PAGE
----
Impressions on Feed and Deadline

The problem with summarizing several books at a time, I’ve found over the last few book posts, is that it’s really hard for me to get across what resonated with me on each of them without either neglecting a few or going into a wall of text. And then there was this week’s batch, in which I can’t talk about the one I read without talking about the one that came before it. So without further ado—Feed and Deadline by Mira Grant.

There were two things that struck me specifically about the milieu. One, of course, was the zombies, in two simultaneous ways. As I explained to one of my friends, Feed wasn’t a book about surviving a zombie onslaught, it was a political conspiracy novel that happened to include zombies as a vital setting element—one that had, among other things, resulted in conglomerations of bloggers taking over the role of television networks in delivering both news and entertainment, since they’d gained credibility by responding to the original zombie outbreak more quickly than the traditional media had. In addition, there was the plague—as a biology major, I think I can safely say that while the science behind Kellis-Amberly wasn’t perfect, it was quite well thought out. It seemed a lot less self-destructive than most of the zombie plagues I’d heard about, and I liked details like reservoir conditions (one of which contributes to the characterization of the viewpoint character) and the minimum weight for likely zombification of an infected mammal (forty pounds, meaning that zombie moose are—and are addressed as—a threat and raising horses is tantamount to taking your own life in your hands).

The other element that got my attention was how the bloggers worked—divided into categories (as the friend who loaned it to me put it, “bloggers come in splats”) and aggregating in order to raise themselves in the ratings. I particularly liked the fact that it wasn’t just the ones focused on the news or on poking zombies with sticks for the thrill and ratings that got to play major roles: in both of the books, at least one of the vital players is a Fictional (I imagine you can guess what they do).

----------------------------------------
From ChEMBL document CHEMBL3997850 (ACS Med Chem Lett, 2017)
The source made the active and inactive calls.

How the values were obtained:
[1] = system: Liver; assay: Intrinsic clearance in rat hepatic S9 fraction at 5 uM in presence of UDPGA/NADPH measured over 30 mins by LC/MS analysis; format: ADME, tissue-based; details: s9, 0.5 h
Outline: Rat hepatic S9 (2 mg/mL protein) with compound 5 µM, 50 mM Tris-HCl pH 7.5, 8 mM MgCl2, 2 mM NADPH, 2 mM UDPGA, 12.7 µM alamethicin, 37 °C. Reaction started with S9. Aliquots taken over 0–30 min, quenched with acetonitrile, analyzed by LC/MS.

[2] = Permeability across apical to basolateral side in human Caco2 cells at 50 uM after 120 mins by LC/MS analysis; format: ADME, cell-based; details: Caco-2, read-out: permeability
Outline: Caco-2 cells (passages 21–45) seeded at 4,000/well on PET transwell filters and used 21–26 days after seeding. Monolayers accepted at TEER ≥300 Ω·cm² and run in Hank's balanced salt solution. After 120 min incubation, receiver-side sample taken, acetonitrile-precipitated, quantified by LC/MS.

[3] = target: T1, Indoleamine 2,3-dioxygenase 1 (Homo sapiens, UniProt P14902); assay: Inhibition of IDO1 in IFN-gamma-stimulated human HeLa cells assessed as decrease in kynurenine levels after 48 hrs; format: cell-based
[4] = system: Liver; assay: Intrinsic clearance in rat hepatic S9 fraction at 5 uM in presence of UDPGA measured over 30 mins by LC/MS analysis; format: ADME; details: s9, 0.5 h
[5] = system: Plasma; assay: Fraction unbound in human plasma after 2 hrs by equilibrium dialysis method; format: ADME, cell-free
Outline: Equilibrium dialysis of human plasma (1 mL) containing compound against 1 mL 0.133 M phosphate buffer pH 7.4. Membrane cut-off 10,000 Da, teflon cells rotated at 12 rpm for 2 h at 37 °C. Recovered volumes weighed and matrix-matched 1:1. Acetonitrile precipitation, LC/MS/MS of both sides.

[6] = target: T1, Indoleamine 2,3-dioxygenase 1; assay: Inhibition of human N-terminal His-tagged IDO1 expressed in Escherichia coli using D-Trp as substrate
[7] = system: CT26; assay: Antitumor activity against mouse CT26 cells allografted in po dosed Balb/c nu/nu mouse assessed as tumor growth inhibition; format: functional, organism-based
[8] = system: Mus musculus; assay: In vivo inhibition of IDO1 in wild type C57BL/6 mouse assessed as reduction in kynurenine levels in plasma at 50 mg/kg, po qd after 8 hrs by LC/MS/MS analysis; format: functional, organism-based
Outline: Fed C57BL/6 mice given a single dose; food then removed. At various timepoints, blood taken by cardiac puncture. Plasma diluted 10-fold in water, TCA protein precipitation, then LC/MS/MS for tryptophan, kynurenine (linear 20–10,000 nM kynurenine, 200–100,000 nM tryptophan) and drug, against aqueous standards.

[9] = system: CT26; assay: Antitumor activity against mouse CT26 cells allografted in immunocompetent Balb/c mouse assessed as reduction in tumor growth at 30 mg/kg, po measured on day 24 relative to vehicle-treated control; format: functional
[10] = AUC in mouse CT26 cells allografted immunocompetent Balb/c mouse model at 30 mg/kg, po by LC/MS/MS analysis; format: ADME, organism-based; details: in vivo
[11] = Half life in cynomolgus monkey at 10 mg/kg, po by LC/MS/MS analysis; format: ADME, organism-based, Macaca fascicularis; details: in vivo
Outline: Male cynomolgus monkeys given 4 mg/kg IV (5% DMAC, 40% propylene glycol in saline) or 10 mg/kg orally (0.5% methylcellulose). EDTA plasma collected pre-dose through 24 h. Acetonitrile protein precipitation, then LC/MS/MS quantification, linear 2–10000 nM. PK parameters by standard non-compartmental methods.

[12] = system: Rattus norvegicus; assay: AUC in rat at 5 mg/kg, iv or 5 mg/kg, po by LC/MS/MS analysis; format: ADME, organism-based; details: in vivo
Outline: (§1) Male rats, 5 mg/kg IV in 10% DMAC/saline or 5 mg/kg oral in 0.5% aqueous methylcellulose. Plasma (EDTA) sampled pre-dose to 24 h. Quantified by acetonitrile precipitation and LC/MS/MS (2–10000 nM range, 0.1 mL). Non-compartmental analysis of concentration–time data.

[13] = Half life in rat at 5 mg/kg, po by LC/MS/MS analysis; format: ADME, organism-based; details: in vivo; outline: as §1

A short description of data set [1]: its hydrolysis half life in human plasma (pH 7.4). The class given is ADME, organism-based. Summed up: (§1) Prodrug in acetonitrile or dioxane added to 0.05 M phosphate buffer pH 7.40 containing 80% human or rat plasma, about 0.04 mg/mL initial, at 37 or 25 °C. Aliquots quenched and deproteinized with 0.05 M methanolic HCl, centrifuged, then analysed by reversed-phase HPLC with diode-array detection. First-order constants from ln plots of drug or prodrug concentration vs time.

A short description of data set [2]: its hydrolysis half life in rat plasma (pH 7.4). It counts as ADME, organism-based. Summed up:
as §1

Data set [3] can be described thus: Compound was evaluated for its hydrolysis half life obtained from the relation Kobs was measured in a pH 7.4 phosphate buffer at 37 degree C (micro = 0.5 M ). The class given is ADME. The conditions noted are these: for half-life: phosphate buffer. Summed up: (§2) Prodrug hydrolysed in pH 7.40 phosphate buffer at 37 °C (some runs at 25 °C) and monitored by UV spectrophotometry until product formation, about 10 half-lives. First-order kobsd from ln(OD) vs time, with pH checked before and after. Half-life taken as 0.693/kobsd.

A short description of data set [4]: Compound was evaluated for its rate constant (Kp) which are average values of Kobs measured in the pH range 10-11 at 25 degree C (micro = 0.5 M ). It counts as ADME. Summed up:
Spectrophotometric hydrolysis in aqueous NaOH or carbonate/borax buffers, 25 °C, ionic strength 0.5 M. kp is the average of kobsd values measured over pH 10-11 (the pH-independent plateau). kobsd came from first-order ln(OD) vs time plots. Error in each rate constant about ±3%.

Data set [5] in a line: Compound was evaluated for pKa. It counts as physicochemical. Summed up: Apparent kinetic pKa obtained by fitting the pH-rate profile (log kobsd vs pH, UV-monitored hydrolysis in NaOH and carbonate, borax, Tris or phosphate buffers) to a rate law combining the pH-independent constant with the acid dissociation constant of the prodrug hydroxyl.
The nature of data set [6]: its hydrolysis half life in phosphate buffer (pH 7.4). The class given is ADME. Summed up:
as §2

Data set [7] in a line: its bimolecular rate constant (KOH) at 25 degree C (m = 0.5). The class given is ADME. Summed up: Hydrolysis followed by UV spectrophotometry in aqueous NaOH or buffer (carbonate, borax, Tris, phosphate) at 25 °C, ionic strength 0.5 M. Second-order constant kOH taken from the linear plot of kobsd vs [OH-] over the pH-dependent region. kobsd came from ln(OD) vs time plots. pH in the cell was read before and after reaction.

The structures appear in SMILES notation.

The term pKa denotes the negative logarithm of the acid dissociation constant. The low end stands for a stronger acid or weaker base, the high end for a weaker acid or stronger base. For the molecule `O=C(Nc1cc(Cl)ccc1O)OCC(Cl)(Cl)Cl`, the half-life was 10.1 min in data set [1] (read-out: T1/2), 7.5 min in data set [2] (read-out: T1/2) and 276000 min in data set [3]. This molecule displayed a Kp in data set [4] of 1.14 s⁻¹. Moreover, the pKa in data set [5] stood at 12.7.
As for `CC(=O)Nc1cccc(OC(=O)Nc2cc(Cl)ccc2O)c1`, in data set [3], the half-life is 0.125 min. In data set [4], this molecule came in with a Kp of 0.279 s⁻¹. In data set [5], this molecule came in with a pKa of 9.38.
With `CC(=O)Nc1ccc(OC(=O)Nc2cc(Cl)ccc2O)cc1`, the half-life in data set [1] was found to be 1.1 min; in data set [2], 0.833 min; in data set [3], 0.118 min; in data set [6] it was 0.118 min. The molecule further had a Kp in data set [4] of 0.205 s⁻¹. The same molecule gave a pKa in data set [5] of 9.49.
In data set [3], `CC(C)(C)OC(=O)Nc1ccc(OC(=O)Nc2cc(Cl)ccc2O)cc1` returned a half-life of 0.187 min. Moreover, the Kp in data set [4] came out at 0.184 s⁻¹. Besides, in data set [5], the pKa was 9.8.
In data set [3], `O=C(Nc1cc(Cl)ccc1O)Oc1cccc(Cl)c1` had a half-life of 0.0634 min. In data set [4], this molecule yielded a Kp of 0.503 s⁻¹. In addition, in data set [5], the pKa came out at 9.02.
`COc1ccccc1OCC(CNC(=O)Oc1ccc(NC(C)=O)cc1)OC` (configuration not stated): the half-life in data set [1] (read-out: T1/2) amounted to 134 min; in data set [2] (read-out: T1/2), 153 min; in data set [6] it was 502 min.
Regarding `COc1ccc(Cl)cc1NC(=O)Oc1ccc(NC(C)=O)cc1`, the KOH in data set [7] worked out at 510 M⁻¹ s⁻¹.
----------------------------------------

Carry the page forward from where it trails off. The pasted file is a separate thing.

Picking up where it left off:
And there’s that one plot twist—you’d know it if you saw it—in which Ms. Grant managed to pull off something I never thought I’d see a writer do without a major cop-out being involved. But enough about the first book.

In comparison, I found Deadline somewhat disappointing. There’s considerably less by way of politics, and one could be forgiven for forgetting about what it means to be a blogger after the rising; it sort of fades into “Trying to simultaneously hide from and reveal a massive conspiracy, hopefully figuring out what it actually is in the process. And there are zombies.” It’s not that it isn’t cool; it does some really interesting things with the viewpoint character’s psychology, and I like the way elements from the prior book carry over, with people’s hurts staying hurts. More scientific background for K-A that explains some of the things that confused me in the first round? I’m all over it. Maybe it’s that I’m used to the world, so I’m not spending quite as much plot turning over rocks and squealing at the details under them. Maybe I’d hoped for a bit more of the maneuvering among people with political power that I’d liked so much in the original. Or it might be that I saw one element of the ending coming most of the book away and it still makes no sense.

There’s a lot to be learned, and some nifty characterization, so I’d recommend reading them—but you might want to wait until we’re a little closer to the third’s release date, whenever that is. Some things are just too bizarre to be left as cliffhangers for too long.

1 comment

  1. KreenWarrior says:

    Ooh, didn’t realize Deadline was out yet. Need to get on reading that!

Leave a Reply